|John Broskie's Guide to Tube Circuit Analysis & Design|
08 July 2012
Janus was the Roman God of beginnings and endings, whose purview included doorways and gates. Unlike most Roman gods, Janus finds no Greek equivalent; Janus appears to be of Latvian origin. Usually, Janus is depicted with two faces, one looking forward, the other backward. The month January is named after Janus, as this month looks on the previous year and on the new year to come. The word "janitor" also comes from the god Janus, as they are the keepers of the hallways and doorways. Saint Peter is sometimes referred to as "the Janitor of heaven." And few would wish to be called janus-faced (hypocritical).
The Janus high-voltage regulator also looks two ways: towards the ripple from the rectifiers and to the signal-induced noise riding on the B+ rail. How this amazing feat is accomplished is a bit difficult to understand, as the following schematic shows.
In a typical tube-based shunt regulator, all the tubes would appear on the left side of the series resistor, Rs. But in the Janus regulator, the input triode is located on the rectifier side. Thus, it with its plate resistor define a two-resistance voltage divider, which gives the shunting triode on the left a sampling of the raw power-supply noise. Thus, if 50% of this noise is given to the shunting triode's grid, the series resistor must equal twice the shunting triode's rp divided by its mu. Because triodes offer relatively low transconductance, resistor Rs must be fairly large in value. This can prove a problem when high current flow is needed, as that high current will impose a large voltage drop across the series resistor. Another difficulty the Janus regulator faces is that the input stage, the triode on the right, which samples at its cathode the B+ noise induced by audio signal (and the little raw power-supply noise that makes it past the series resistor), is configured as a grounded-grid amplifier, with its input signal being delivered at its cathode and its grid grounded. In other words, the cathode's low impedance requires a very-large-valued capacitor to the B+ connection. Think electrolytic, not film.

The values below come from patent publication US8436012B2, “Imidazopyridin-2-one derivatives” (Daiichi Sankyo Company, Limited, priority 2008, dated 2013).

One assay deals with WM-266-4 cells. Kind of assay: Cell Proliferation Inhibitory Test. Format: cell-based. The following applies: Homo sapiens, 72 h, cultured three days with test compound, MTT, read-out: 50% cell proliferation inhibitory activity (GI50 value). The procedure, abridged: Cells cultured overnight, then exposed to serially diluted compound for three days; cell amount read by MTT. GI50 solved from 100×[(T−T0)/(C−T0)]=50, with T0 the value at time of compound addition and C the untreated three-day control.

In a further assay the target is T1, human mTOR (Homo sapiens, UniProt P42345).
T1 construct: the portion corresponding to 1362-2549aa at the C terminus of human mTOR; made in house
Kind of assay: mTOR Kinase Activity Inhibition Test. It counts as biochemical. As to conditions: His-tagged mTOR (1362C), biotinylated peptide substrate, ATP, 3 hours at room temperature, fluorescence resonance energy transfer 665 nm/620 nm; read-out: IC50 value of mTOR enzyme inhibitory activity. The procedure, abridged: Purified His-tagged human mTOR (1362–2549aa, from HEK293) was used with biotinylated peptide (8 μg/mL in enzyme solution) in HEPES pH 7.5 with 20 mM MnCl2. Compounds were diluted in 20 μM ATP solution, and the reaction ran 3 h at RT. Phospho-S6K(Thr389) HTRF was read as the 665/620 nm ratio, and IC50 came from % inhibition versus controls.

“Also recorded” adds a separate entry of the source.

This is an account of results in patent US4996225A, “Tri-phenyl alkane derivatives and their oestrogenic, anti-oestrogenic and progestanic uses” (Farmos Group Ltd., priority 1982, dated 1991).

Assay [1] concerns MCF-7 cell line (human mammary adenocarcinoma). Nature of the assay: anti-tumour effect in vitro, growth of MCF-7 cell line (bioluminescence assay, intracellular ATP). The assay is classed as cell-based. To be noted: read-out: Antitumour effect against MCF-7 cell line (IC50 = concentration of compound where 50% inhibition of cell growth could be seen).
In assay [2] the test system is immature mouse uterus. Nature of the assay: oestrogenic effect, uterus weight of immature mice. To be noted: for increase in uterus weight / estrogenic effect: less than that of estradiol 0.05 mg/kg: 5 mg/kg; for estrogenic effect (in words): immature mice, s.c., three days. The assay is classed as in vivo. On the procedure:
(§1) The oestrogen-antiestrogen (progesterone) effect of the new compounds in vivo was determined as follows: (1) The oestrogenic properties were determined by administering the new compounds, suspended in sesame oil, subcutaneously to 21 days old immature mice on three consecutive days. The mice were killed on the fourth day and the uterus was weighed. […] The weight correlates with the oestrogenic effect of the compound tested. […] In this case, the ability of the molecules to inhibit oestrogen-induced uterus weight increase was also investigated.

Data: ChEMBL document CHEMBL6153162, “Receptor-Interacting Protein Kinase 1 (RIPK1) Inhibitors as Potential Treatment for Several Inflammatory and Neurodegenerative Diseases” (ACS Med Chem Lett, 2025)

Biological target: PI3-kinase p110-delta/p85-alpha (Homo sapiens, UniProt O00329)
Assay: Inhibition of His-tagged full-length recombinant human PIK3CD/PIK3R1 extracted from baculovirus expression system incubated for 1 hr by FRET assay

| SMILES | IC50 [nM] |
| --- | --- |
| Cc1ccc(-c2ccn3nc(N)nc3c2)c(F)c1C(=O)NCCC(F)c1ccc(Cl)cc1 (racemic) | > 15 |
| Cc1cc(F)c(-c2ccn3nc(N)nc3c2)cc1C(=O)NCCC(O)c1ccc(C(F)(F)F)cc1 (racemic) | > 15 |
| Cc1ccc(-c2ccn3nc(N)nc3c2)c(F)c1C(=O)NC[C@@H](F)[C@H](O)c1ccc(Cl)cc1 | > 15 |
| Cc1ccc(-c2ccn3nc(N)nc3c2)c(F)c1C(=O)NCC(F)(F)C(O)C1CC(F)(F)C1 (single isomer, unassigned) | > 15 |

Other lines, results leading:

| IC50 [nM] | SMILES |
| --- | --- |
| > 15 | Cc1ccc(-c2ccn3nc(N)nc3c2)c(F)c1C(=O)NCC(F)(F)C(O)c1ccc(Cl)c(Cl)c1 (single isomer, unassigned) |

Let's start with the last difficulty. We can swap the shunt regulator's two topologies; thus, the input stage becomes a grounded-cathode amplifier and the shunting stage becomes a grounded-grid amplifier. This would allow us to use a small-valued capacitor to couple the B+ noise to the input stage's grid. One proplem solved, but a new one created.
We cannot use a large-valued coupling capacitor to connect the input stage's plate to the shunting stage's cathode, as the input triode is likely to be a wimpy, high-mu triode, such as the 12AX7, while the shunting triode must be more of a brute, such as, at least, a 12AU7, and more likely a 6B4 or triode-connected power pentode, such as the EL84 or EL34. But by adding a high-voltage PNP transistor we can retain DC coupling and give the shunting triode the low-impedance input signal it needs to see at its cathode.